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Fox KM, et al. "Efficacy of perindopril in reduction of cardiovascular events among patients with stable coronary artery disease". The Lancet. 2003. 362(9386):782–788.
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Clinical Question

In patients with stable CAD without heart failure, does perindopril reduce CV mortality, MI, or cardiac arrest, as compared to placebo?

Bottom Line

In patients with stable CAD without heart failure, perindopril reduces CV mortality, MI, or cardiac arrest, as compared to placebo.

Major Points

ACE inhibitors are a mainstay of therapy in patients with a variety of CV disease subtypes and CV risk factors. In 1992, SAVE showed that captopril significantly reduced the risk of all-cause mortality, fatal and nonfatal CV events, and heart failure in patients with LV dysfunction following MI.[1] In 2000, HOPE demonstrated that ramipril decreased the risk of MI, stroke, and CV mortality in patients at high risk of CV disease.[2] Others including CONSENSUS and SOLVD established the role of ACE inhibitors in symptomatic HFrEF. The role of ACE inhibition in patients with stable CAD had not yet been well established.

The European Trial on Reduction of Cardiac Events with Perindopril in Patients with Stable Coronary Artery Disease (EUROPA) aimed to determine the effect of the ACE inhibitor perindopril in patients with stable CAD without clinical evidence of heart failure. Approximately 12,000 patients were randomized to either perindopril or placebo and followed for the primary composite outcome of CV mortality, non-fatal MI, or cardiac arrest. The composite outcome was observed in 8% of patients assigned to perindopril and 10% of patients assigned to placebo (relative risk reduction 20%; 95% CI 9-29%, P=0.0003; NNT=50). The main adverse effects causing cessation of perindopril were cough (2.7%), intolerance (2.4%), and hypotension (1%).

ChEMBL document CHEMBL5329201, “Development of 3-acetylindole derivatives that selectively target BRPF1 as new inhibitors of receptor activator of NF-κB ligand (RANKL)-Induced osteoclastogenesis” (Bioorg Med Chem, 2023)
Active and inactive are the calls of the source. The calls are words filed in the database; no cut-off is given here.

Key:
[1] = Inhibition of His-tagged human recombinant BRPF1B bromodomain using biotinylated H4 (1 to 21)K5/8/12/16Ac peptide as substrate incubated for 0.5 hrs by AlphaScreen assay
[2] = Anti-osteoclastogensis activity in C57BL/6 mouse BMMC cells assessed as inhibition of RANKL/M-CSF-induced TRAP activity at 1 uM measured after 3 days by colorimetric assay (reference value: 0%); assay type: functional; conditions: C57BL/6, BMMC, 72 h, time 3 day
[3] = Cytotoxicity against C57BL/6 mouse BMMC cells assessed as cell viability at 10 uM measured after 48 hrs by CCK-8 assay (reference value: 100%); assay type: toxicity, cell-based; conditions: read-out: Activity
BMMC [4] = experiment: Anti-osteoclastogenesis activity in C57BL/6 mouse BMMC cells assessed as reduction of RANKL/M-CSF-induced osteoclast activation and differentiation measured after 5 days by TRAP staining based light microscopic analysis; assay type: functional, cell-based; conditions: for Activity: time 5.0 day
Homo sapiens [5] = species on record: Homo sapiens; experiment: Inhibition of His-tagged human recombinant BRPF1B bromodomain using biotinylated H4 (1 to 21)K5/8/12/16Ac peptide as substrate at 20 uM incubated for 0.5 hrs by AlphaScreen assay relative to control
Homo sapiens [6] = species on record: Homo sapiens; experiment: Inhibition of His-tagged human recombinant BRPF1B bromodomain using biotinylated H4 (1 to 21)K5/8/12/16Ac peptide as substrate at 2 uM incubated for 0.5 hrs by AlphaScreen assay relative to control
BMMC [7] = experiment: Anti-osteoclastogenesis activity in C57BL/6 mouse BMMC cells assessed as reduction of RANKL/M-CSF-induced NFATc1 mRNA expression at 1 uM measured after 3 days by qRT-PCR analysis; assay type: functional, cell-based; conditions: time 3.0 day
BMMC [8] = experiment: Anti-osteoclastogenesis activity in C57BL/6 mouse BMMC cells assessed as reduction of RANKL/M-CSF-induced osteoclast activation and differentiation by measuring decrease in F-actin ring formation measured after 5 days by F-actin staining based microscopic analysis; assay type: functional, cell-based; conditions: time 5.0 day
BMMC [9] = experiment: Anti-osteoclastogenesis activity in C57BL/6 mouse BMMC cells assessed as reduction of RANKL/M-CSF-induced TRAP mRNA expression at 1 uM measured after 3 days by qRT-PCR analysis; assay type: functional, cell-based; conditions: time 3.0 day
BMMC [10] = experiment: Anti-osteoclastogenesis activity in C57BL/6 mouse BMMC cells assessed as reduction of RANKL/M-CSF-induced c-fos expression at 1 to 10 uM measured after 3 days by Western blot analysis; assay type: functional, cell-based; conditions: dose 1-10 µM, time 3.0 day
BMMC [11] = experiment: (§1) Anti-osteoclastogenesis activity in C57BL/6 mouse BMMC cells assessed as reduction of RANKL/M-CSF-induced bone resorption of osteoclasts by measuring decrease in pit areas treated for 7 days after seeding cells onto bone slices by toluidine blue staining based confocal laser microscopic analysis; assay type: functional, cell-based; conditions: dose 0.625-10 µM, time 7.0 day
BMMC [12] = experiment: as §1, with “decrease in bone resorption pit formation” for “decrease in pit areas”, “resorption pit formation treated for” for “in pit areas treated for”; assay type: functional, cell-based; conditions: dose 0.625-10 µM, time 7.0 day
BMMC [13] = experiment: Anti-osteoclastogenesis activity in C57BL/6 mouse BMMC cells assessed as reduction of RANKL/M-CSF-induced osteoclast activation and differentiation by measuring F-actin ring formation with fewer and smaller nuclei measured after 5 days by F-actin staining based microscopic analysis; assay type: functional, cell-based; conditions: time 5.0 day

ACE inhibitors have been evaluated in other studies of patients with stable CAD with normal LV systolic function with contrasting results. For example, PEACE evaluated trandolapril in individuals with stable CAD and predominantly normal LV function, yet found no improvement in CV outcomes when compared to placebo.[3] Nevertheless a 2006 meta-analysis of 29,805 patients including those from the HOPE, EUROPA, and PEACE trials demonstrated that ACE inhibitors significantly reduce all-cause mortality, CV mortality, stroke, incident heart failure, and rates of CABG.[4] Consequently, ACE inhibitors have joined the fray of beta-blockers and thiazides in the treatment of patients with hypertension and chronic CAD.


ACC/AHA Treatment of Hypertension in patients with coronary artery disease (2015)[5]

  • Patients with hypertension and chronic stable angina should be treated with a regimen which includes:
    • β-blocker if there is prior MI;
    • ACE inhibitor or ARB in patients with prior MI, LV systolic dysfunction, DM, or CKD; and
    • Thiazide or thiazide-like diuretic (Class I; Level of Evidence A)


  • Multicenter, double-blind, randomized, placebo-controlled trial
  • N=12,218 patients with stable CAD without clinical HF
    • Perindopril (n=6,110)
    • Placebo (n=6,108)
  • Setting: 424 centers in 24 European countries
  • Enrollment: 1997-2000
  • Follow-up: 4.2 years
  • Analysis: Intention-to-treat
  • Primary outcome: Composite of CV mortality, non-fatal MI, and cardiac arrest


Inclusion Criteria

  • Age ≥18 years
  • Coronary artery disease, as documented by:
    • Prior MI (>3 months prior to enrollment), revascularization (>6 months prior to enrollment)
    • Coronary artery stenosis (≥70%) on angiography
  • In males, a history of chest pain and positive ECG, echo, or nuclear stress test

Exclusion Criteria

  • Clinical evidence of heart failure
  • Planned revascularization
  • Hypotension (sitting systolic BP <110 mm Hg)
  • Uncontrolled hypertension (systolic BP >180 mm Hg, diastolic BP >100 mm Hg, or both)
  • ACE inhibitor or ARB use <1 month prior to enrollment
  • Chronic kidney disease (creatinine >150 μmol/L)
  • Hyperkalemia (>5.5 mmol/L)

Baseline Characteristics

From the perindopril group.

  • Demographics: age 60±9 years, females 14.5%
  • History of coronary artery disease:
    • MI 64.9%, PCI 29.0%, CABG, 29.3%;
    • significant coronary artery stenosis 60.4%;
    • positive stress test (in males) 22.6%
  • Medical history: hypertension 27%, DM 11.8%, hypercholesterolemia 63.3%, PAD 7.1%, stroke or TIA 3.4%